Evidently this was great stuff over 20 years ago. But when I needed to do some service involving removing the cassette, not even the local bike shop had the proper tool to get it off. I ended up needing a whole new wheel because it was going to be more trouble removing the cassette than spending $40 on a new wheel.

So, when shopping, try to get components of a current name brand and model so you will be able to purchase and install replacement parts.

5. Anticipate initial and long term costs

As with the above, try to figure out what the components are and how much they will cost. If you want a really simple, cheap set up that’s not going to break and won’t cost much if it does, find something with old-style friction shifters.

However, if you want something finicky that costs a lot to fix, go for the newer shifters that are integrated into the brake levers. All of my gear bikes currently have them, and while they are great as long as they work, they are equally frustrating when the don’t, and can cost upwards of $100 to fix or replace.

6. Shop around

You won’t be shopping around for other models of the same bike, most likely, but when you’re looking at used bikes, there are always more fish in the sea (or wheels on the road, as the case may be). Don’t jump at the first deal you find unless it costs less than a tank of gas, because you don’t want to end up regretting your purchase.

Others may disagree with me, but an old Schwinn Le Tour is not worth $100 bucks unless it has some really fancy stuff on it. Similarly, an 8-speed Specialized Allez Epic isn’t worth $600. They might tempt you at first, but always shop around. Check prices on craigslist, ebay, and wherever you can find bikes for sale to get more perspective.

Craigslist is often a great place for deal on normal goods, but can become quite over-priced when road bikes are concerned because comparison shopping is so difficult.

7. Negotiate

Bikes are like anything else you buy second-hand: negotiable. Sometimes ever more so. So, negotiate! My first road bike was only $40 bucks after negotiating down from $60, so if a bike is a little above what you want to pay, don’t fret, because that’s a perfect bargaining chip!

8. After-purchase: treat your bike well

Keep your chain oiled, your nuts tight, and your brakes on and you’ll be fine in the long run. In the end, treating what you have well will always save you money over beating it up and having to buy another bike!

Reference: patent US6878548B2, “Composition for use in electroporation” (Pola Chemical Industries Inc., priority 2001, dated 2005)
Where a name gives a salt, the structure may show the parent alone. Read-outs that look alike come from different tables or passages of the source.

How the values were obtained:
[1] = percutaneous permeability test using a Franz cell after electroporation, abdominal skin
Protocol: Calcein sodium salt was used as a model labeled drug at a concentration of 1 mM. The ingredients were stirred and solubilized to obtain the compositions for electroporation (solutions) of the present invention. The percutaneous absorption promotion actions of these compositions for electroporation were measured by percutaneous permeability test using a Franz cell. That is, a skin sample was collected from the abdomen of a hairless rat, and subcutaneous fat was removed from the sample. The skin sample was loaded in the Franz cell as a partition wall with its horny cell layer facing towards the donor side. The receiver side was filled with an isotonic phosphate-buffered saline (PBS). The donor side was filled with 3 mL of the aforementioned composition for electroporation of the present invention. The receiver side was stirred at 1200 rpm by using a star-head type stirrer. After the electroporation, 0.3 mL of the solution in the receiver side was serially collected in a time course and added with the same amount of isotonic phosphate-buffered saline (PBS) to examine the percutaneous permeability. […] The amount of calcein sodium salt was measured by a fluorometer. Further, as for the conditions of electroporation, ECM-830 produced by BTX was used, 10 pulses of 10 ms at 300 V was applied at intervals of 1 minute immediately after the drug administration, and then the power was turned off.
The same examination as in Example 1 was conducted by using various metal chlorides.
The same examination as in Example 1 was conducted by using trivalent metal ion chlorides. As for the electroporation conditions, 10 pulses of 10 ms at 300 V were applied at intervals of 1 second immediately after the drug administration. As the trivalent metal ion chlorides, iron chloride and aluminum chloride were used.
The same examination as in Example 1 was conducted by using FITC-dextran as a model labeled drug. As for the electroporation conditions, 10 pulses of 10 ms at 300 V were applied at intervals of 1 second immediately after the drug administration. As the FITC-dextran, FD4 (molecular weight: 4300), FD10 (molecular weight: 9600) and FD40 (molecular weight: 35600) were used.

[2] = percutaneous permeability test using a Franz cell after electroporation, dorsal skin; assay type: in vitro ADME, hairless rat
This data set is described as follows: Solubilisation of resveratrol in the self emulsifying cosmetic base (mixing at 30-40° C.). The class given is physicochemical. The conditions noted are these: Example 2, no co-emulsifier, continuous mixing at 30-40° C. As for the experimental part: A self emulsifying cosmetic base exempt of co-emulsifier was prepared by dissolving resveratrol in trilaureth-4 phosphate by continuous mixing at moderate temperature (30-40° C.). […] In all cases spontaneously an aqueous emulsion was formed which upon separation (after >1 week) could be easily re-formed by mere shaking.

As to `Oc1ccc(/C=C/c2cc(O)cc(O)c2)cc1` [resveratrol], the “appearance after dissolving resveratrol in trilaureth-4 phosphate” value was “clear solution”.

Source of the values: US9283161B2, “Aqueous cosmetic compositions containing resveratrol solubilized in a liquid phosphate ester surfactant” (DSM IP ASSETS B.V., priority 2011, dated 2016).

Related posts:

  1. Riding on Grass: Calfee’s Bamboo Bikes
  2. Calfee’s Bamboo Tandem Bikes: Green and Social
  3. Get on Your Bike and Ride: Commuting Tips
  4. Bike-commuting in Japan: 3 Approaches
  5. Reuse Worn-Out Bike Parts and Drink Beer!

{ 5 comments… read them below or add one }

1 Cornelius August 22, 2009 at 5:52 am

Are you a professional journalist? You write very well.

Reply

2 Larvo August 25, 2009 at 9:53 am

Small correction:
“Aluminum frames aren’t as stiff as steel”
Actually, aluminum is stiffer than steel, which is probably why you prefer steel frames. While stiffness can be an attribute it punishes the rider when ridden on any surface less than perfectly smooth. Steel provides a much more compliant ride as the frame flexes to absorb much of the road shock. But, please, don’t get wrapped up in the details, get a bike and get out there and ride. Safety is of greatest importance, learn and observe the rules of the road. Always wear a helmet. Get a bike maintenance book from your library and learn to maintain your bike and spot potential problems before they make your bike unsafe. Don’t ride after dark or in inclement weather without lights, front and rear. Be respectful and pleasant with all motorists (many won’t be to you) keeping in mind that they are commanding a lethal weapon. Try to ride with other cyclists, there’s strength in numbers and you’ll be much more easily seen. Wear bright or light colored clothing. Smile (you won’t have to try hard, chances are if you haven’t ridden in a while you’ll be grinning from ear to ear)
Beat wishes,
Larvo

Reply

3 burritolikethesun March 16, 2012 at 12:48 am

Thank you, Larvo. I was thinking the same thing about aluminum vs. steel. Aluminum transmits vibration way more than steel does for various reasons.

Reply

4 Pascal April 9, 2012 at 8:32 pm

“Actually, aluminum is stiffer than steel, which is probably why you prefer steel frames.”

E aluminium = 70 GPa
E steel = 200 GPa

Steel is about 2.857 times stiffer than al aly.

All what you have written about the material is wrong. Steel is less compliant, more stiff for the same thickness as Al. check your things…

Reply

5 Benjamin Jones April 12, 2012 at 8:40 pm

Thanks for your input, but I was speaking generally about the ride provided by the average bicycle and not from a materials perspective.

Reply